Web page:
University of Nebraska-Lincoln Extension folks are putting out a call for more farmers to take part in on-farm research projects in 2013 and beyond.
A new statewide on-farm research net was launched last winter, but the startup came too late to garner enough farmers for 2012, says Keith Glewen, Extension educator from Saunders County. "We're shooting for 70 participants in 2013 and more than double that total for 2014."
The new Nebraska On-Farm Research Network is intended as a statewide effort, focusing for now on corn.
Extension, working with the Nebraska Corn Growers Association, has identified three corn research topics of interest to corn producers—nitrogen management, irrigation water use efficiency and corn plant population, in both dryland and irrigation situations.
On-farm research in Nebraska, of course, is not new. Two regional on-farm research projects have existed for several years—the Quad County Project in York, Hamilton, Clay and Fillmore counties, and the Nebraska Soybean and Feed Grain Profitability Project in east-central Nebraska. Those two projects, which had multiple corn and soybeans studies, will end due to the new state network.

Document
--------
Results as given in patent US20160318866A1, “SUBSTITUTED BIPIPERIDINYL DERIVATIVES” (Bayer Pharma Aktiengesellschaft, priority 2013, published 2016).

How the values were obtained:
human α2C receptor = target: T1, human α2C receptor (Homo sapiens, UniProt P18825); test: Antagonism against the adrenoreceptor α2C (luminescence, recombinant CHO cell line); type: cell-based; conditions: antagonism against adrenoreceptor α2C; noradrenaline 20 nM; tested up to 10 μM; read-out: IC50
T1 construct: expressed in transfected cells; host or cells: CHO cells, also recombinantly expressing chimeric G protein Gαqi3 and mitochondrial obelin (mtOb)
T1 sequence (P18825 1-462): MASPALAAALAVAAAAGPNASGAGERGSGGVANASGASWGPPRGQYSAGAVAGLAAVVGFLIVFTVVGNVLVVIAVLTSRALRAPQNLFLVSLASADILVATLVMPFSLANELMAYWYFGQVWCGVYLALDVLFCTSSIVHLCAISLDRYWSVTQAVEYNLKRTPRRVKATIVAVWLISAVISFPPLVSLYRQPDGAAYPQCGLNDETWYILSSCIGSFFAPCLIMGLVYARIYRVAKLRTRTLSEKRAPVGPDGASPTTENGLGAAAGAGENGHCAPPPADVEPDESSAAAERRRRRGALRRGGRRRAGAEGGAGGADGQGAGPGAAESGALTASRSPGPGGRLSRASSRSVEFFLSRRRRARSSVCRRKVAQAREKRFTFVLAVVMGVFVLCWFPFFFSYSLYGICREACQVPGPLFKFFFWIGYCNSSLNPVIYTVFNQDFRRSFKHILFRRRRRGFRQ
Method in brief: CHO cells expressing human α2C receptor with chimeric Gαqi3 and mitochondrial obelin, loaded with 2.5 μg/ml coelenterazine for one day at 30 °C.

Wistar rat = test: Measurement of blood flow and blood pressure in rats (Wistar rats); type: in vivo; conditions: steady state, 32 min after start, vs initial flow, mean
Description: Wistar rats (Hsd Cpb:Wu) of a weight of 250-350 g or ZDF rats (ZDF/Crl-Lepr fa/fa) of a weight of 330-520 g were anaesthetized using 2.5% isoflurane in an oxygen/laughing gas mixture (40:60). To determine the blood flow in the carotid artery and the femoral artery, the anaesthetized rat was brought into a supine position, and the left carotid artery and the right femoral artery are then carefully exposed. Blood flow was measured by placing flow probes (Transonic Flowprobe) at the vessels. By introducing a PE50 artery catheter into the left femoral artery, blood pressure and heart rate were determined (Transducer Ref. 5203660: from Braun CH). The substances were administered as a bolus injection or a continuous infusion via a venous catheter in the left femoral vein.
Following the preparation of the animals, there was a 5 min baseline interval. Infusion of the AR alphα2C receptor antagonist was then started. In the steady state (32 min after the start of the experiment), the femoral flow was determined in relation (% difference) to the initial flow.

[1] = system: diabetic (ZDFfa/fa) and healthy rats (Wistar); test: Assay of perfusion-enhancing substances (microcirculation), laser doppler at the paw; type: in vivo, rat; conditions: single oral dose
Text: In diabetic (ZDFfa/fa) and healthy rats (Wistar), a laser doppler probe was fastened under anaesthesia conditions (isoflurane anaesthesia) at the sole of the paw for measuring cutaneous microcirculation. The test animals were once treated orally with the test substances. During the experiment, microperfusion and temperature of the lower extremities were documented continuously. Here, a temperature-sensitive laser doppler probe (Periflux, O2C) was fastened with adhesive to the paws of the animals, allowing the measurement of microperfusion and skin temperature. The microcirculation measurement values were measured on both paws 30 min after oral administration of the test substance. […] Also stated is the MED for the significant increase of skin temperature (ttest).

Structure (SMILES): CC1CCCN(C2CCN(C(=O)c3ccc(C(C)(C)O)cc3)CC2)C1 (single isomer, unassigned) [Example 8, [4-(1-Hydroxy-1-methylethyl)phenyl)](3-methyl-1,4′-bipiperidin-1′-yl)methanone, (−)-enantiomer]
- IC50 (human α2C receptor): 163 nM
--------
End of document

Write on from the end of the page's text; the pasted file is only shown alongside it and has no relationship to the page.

"On-farm research is valuable to the producer because the experiment is typically conducted with the producer's land, using the producer's management practices," Glewen says. "The question of whether research results are relevant to the producer's soil types and management strategies is answered immediately. And the best of all is that the producer decides what topic to research."
Farmers often say they want studies that are conducted across a whole field or at least in field-long strips.
The following UNL educators can be contacted: Keith Glewen, 402-624-8030 or firstname.lastname@example.org; Jenny Rees at 402-762-3644 or email@example.com; and Gary Zoubek, 402-362-5508 or firstname.lastname@example.org.
You can also contact the Nebraska Corn Growers Association at 402-438-6459 or go to the web at www.necga.org.